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New Lease Accounting Influences Northrop Grumman to Buy HQ July 21, 2010

Posted by Bob Cook in Corporate HQ, Financial Planning & Analysis, Lease Accounting.
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Soon-to-be HQ

Today, The Wall Street Journal announced its “Deal of the Week” to be the Northrop Grumman purchase of a new headquarters building in Falls Church VA.  In “Northrop Is Flying East”, the WSJ writes that the company “looks to have gotten a pretty good deal” but that “Northrop also took into consideration the low cost of borrowing money and proposed new accounting standards that could make it less advantageous to lease real estate” (emphasis added for this post).

It is, of course, no coincidence that I’ve been proselytizing on the impact of the new accounting and that Northrop is one of my consulting clients.

Expect to see more such transactions from other companies as the impact of the accounting standards become clearer to those in corporate real estate.

Read more posts about lease accounting here.

TRIRIGA Webinar | The New Lease Accounting Standards and You — Strategic and Practical Implications June 20, 2010

Posted by Bob Cook in Financial Planning & Analysis, Lease Accounting, Profession of Corporate Real Estate.
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I’ll be conducting the second of three webinars on the New Lease Accounting on June 22nd   The focus of this second webinar is on Strategic and Practical Implications. 

Details here:   TRIRIGA Webinar | The New Lease Accounting Standards and You.

Webinar Series: “The New Lease Accounting Standards and You” June 8, 2010

Posted by Bob Cook in Financial Planning & Analysis, Lease Accounting, Profession of Corporate Real Estate.
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I’ll be holding a series of three webinars sponsored by Tririga.  The emphasis will be on how the new lease accounting standards are going to change the strategies, processes and professions of corporate real estate.

June 15, 1 to 2 pm EDT        The What, Why and Wherefore

June 22, 1 to 2 pm EDT        Strategic and Practical Implications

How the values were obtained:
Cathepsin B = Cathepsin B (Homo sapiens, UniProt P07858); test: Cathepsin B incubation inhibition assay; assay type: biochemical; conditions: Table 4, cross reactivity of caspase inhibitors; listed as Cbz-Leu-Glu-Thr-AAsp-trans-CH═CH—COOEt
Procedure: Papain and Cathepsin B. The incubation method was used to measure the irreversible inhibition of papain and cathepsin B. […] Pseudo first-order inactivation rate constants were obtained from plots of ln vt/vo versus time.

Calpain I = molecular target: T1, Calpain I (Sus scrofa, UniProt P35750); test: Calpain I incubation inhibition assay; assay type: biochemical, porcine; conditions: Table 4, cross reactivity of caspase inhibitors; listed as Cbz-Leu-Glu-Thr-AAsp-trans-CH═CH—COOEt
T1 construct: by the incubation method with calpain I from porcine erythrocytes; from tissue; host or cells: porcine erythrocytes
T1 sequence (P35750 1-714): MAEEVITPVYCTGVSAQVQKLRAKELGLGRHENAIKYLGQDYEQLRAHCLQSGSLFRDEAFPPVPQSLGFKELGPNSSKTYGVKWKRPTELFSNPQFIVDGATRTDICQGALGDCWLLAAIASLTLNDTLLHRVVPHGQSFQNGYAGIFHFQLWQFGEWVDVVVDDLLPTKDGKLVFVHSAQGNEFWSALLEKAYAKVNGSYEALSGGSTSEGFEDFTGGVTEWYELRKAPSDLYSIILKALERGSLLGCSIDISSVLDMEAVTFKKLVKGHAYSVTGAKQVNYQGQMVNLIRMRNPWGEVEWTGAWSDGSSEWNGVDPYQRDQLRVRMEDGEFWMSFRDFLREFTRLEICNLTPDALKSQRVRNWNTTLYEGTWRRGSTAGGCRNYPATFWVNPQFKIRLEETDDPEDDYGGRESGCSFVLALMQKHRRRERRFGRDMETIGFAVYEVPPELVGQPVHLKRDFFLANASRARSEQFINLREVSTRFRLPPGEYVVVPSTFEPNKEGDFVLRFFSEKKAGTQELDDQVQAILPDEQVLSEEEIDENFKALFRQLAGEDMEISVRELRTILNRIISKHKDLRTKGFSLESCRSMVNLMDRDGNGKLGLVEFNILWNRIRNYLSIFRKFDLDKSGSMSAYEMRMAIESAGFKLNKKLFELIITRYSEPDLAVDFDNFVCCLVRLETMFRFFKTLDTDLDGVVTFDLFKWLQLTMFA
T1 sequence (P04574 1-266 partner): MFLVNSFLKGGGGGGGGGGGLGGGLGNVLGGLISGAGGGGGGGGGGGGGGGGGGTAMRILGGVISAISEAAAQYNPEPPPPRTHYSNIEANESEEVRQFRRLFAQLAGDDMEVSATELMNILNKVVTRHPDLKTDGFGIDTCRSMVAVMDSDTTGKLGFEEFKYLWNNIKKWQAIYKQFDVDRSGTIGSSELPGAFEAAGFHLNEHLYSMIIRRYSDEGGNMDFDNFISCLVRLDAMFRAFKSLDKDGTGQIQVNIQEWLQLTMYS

June 29 , 1 to 2 pm EDT       How It Will Change Your Life

Click here for more details and registration.

Mercury News’ columnist got it wrong. Headline should be: HP Grows Up ( … with corporate real estate playing role) June 2, 2010

Posted by Bob Cook in Company Case Studies, Financial Planning & Analysis, Profession of Corporate Real Estate, Silicon Valley.
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Today, Columnist Chris O’Brien lambasts HP for finding success – not from innovating like Apple or Google – but from implementing a “ruthless, brutally effective strategy” that he playfully characterizes as “Buy a company. Cut costs. Trim employees. Repeat.” His column was prompted by HP’s latest layoff announcement.

HP should, however, in fact, be lauded for maturing into a well-run enterprise that can successfully compete in a complex world where success – especially for a large company – requires more than just coming up with the latest and greatest. It requires business acumen, discipline, and management – something that has been missing from the many great product-focused, geekdom companies that are now R.I.P. in the Silicon Valley graveyard. Think (and weep, ’cause it was great in many ways): Sun Microsystems.

HP is showing an alternative way for a tech company to succeed – and to do it long term. It’s a way to build an enduring enterprise – a way away from the self-limiting strategy pursued by most tech companies and which I’ll playfully characterize as: “Design breakthrough product. Develop cult following. Sell before competitor catches up. Repeat first three steps as many times a possible, then (inevitably)…. Blink. Hiccup. Crash.”

HP has become a corporate juggenaut by realizing, under the five-year leadership of CEO Mark Hurd, that success requires the careful management of resources: capital, people, assets, infrastructure. The last of these is partially the domain the HP real estate group which is clearly busy with initiatives like the consolidation of HP’s data centers and which is proving its worth to the enterprise.

According to HP’s latest 10-K, of 77 million square feet of space, fully 10 million square feet had been vacated – probably significantly helping on-going P&L, albeit with some large one-time negative hits for write-offs and reserves. While only three million square feet had been sublet such that this vacated space continues to drain cash, once those unneeded leases burn off, the cash flow savings will become as permanent as are the P&L savings already in place. Having said that, subletting three million square feet is no small feat. (Pun intended.) Moreover, let me tell you, vacating 10 million square feet is an even bigger feat. (Yep, pun intended, again.) You might think, “what’s so hard about moving out of real estate”, but it must have involved thousands of decisions, hundreds of presentations, and dozens of approvals to decide which sites to vacate, when to do it, how to do it, who should should pay for it and who should profit from it.

As companies like HP become mature enterprises – managed by professional managers who leave product design and marketing to others and see their job as managing the enterprise – corporate real estate departments become more important. To manage an enterprise is to manage the company’s infrastructure – both hard (e.g. real estate, IT systems) and soft (e.g. culture) – and corporate real estate plays a central role in this area. Products come and go. People come and go. Infrastructure endures.